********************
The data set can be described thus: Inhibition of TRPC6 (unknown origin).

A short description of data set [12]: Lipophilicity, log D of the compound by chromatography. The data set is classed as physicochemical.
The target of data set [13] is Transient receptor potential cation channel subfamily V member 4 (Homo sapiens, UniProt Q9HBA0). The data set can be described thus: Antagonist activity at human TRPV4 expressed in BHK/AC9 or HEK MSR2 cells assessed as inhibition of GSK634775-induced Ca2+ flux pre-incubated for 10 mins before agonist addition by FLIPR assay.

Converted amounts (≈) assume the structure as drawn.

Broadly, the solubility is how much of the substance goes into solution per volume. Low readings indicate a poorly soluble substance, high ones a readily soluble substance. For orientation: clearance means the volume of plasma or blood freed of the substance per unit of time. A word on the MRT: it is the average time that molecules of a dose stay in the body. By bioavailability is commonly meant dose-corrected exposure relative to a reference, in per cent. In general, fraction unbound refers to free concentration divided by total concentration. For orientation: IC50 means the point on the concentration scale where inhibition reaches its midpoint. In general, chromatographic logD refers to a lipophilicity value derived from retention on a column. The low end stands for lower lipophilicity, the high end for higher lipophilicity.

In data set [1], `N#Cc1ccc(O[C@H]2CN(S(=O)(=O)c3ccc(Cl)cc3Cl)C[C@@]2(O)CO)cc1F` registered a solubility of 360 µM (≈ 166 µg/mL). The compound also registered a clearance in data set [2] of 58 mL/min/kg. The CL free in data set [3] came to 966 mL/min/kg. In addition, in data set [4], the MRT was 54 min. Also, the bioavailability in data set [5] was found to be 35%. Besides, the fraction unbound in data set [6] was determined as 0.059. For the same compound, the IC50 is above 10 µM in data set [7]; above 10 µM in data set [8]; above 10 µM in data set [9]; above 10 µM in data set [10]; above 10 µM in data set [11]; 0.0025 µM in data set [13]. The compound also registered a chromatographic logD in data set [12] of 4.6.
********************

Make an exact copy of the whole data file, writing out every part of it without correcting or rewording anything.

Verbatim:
The data set can be described thus: Inhibition of TRPC6 (unknown origin).

A short description of data set [12]: Lipophilicity, log D of the compound by chromatography. The data set is classed as physicochemical.
The target of data set [13] is Transient receptor potential cation channel subfamily V member 4 (Homo sapiens, UniProt Q9HBA0). The data set can be described thus: Antagonist activity at human TRPV4 expressed in BHK/AC9 or HEK MSR2 cells assessed as inhibition of GSK634775-induced Ca2+ flux pre-incubated for 10 mins before agonist addition by FLIPR assay.

Converted amounts (≈) assume the structure as drawn.

Broadly, the solubility is how much of the substance goes into solution per volume. Low readings indicate a poorly soluble substance, high ones a readily soluble substance. For orientation: clearance means the volume of plasma or blood freed of the substance per unit of time. A word on the MRT: it is the average time that molecules of a dose stay in the body. By bioavailability is commonly meant dose-corrected exposure relative to a reference, in per cent. In general, fraction unbound refers to free concentration divided by total concentration. For orientation: IC50 means the point on the concentration scale where inhibition reaches its midpoint. In general, chromatographic logD refers to a lipophilicity value derived from retention on a column. The low end stands for lower lipophilicity, the high end for higher lipophilicity.

In data set [1], `N#Cc1ccc(O[C@H]2CN(S(=O)(=O)c3ccc(Cl)cc3Cl)C[C@@]2(O)CO)cc1F` registered a solubility of 360 µM (≈ 166 µg/mL). The compound also registered a clearance in data set [2] of 58 mL/min/kg. The CL free in data set [3] came to 966 mL/min/kg. In addition, in data set [4], the MRT was 54 min. Also, the bioavailability in data set [5] was found to be 35%. Besides, the fraction unbound in data set [6] was determined as 0.059. For the same compound, the IC50 is above 10 µM in data set [7]; above 10 µM in data set [8]; above 10 µM in data set [9]; above 10 µM in data set [10]; above 10 µM in data set [11]; 0.0025 µM in data set [13]. The compound also registered a chromatographic logD in data set [12] of 4.6.